Ali Diab, CEO & Co-Founder of Collective Health, wants to talk about healthcare affordability and the fact that consumerism doesn’t really exist when it comes to healthcare because we don’t really have a functioning market. The “Real” buyers — from the federal government to large employers — have no idea what things cost in traditional health plans and are making healthcare purchases for their constituents without full price transparency. So, what has he and Collective Health learned now that they’re 6 years into trying to offer these buyers an alternative to that traditional health plan experience? Nothing is more complex than health insurance innovation, but Collective Health is making significant headway and, according to Ali, has made it past the “homicide phase” of being a digital health startup.
Filmed at HLTH 2019 in Las Vegas, October 2019.
Jessica DaMassa is the host of the WTF Health show & stars in Health in 2 Point 00 with Matthew Holt.
Get a glimpse of the future of healthcare by meeting the people who are going to change it. Find more WTF Health interviews here or check out www.wtf.health.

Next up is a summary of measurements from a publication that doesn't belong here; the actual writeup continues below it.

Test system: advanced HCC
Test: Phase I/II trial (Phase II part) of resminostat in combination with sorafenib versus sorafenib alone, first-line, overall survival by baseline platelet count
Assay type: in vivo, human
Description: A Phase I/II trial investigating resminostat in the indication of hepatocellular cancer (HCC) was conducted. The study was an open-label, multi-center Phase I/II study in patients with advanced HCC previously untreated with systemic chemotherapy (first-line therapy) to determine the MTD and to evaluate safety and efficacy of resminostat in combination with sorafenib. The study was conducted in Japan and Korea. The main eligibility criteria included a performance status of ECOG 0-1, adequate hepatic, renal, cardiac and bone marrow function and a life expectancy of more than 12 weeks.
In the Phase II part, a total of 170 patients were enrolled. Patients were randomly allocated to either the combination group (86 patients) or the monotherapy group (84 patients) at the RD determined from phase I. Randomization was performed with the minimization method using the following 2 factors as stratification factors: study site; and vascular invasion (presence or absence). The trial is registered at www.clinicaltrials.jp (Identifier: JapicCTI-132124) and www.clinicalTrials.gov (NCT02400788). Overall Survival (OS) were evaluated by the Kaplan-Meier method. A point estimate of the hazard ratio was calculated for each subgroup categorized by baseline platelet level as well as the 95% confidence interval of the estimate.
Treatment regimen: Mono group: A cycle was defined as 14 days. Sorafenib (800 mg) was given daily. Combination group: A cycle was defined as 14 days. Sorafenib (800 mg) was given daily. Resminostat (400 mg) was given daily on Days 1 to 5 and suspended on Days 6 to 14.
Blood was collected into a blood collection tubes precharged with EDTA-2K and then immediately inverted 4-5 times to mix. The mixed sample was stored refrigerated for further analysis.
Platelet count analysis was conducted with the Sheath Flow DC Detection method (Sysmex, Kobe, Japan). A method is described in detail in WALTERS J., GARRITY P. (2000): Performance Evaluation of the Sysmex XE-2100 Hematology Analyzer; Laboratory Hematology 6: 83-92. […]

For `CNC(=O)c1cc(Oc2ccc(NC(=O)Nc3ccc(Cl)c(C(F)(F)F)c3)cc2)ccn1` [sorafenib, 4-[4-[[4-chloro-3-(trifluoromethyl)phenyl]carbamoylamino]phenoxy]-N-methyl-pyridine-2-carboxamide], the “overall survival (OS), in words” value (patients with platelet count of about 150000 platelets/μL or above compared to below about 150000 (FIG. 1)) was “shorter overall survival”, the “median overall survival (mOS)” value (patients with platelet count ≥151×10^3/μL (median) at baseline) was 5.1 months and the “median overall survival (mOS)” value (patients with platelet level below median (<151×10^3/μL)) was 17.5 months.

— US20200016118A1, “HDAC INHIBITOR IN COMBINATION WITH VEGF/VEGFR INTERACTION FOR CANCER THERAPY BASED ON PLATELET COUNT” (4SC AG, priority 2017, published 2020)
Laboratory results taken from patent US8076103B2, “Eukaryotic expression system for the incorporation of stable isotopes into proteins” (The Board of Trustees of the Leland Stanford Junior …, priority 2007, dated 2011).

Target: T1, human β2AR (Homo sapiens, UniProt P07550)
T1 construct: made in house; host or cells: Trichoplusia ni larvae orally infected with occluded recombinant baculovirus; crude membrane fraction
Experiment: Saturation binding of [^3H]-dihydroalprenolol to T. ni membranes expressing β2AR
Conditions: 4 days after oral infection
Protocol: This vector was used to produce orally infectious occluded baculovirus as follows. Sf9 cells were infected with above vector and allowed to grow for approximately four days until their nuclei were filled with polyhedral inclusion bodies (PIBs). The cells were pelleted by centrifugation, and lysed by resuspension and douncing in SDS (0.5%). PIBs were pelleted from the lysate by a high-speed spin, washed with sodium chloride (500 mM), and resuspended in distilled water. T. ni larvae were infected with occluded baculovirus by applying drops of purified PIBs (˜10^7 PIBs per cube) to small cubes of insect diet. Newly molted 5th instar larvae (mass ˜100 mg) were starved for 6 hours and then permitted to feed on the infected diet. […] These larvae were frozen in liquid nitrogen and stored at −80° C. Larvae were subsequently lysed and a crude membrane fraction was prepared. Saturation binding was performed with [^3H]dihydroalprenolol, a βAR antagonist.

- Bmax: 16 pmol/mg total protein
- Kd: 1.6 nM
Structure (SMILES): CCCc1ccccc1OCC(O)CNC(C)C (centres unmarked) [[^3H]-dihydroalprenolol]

Is healthcare on the way to ‘telehealth at-scale?’ We checked in with American Well’s Danielle Russella, President & GM of Health Plan Solutions, to rumor-check the buzz we’ve been hearing about “digital-first health plans” and what that means for the future of health plan coverage for telehealth services. From provider uptake and payment parity to patient awareness and utilization, Danielle weighs in on the state-of-play of telehealth/health plan relations and how digital health seems to finally becoming part of payer strategy talks within the C-suite. At American Well, that’s meant more growth in last 2 years than in the previous 8 years, says Danielle. Is that why we’re hearing those IPO rumors? Tune in to find out if there’s any merit to that chatter.
Today on THCB Spotlights, Matthew speaks with Jeremy Orr, CEO of Medial EarlySign. Medial EarlySign does complex algorithmic detection of elevated risk trajectories for high-burden serious diseases, and the progression towards chronic diseases such as diabetes. Tune in to hear more about this AI/ML company that has been working on their algorithms since before many had even heard about machine learning, what they’ve been doing with Kaiser Permanente and Geisinger, and where they are going next.
Filmed at the HLTH Conference in Las Vegas, October 2019.